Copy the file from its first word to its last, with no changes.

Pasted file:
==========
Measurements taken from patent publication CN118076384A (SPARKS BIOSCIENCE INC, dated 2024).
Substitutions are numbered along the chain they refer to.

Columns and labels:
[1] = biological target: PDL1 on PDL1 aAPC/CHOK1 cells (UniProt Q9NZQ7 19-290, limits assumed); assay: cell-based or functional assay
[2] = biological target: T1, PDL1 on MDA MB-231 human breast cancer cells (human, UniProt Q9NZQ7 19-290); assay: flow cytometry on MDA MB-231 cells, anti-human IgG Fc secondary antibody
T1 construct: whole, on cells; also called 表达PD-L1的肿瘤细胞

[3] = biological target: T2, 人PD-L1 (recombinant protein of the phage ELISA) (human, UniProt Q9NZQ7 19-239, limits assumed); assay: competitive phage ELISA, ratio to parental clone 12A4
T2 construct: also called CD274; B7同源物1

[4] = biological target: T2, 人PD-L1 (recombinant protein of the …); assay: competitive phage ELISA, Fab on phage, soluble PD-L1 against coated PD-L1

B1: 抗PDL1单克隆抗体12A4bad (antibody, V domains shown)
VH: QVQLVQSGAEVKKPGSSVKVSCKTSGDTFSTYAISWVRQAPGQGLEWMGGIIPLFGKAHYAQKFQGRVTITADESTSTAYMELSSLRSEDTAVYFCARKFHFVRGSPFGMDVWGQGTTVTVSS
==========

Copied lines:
Measurements taken from patent publication CN118076384A (SPARKS BIOSCIENCE INC, dated 2024).
Substitutions are numbered along the chain they refer to.

Columns and labels:
[1] = biological target: PDL1 on PDL1 aAPC/CHOK1 cells (UniProt Q9NZQ7 19-290, limits assumed); assay: cell-based or functional assay
[2] = biological target: T1, PDL1 on MDA MB-231 human breast cancer cells (human, UniProt Q9NZQ7 19-290); assay: flow cytometry on MDA MB-231 cells, anti-human IgG Fc secondary antibody
T1 construct: whole, on cells; also called 表达PD-L1的肿瘤细胞

[3] = biological target: T2, 人PD-L1 (recombinant protein of the phage ELISA) (human, UniProt Q9NZQ7 19-239, limits assumed); assay: competitive phage ELISA, ratio to parental clone 12A4
T2 construct: also called CD274; B7同源物1

[4] = biological target: T2, 人PD-L1 (recombinant protein of the …); assay: competitive phage ELISA, Fab on phage, soluble PD-L1 against coated PD-L1

B1: 抗PDL1单克隆抗体12A4bad (antibody, V domains shown)
VH: QVQLVQSGAEVKKPGSSVKVSCKTSGDTFSTYAISWVRQAPGQGLEWMGGIIPLFGKAHYAQKFQGRVTITADESTSTAYMELSSLRSEDTAVYFCARKFHFVRGSPFGMDVWGQGTTVTVSS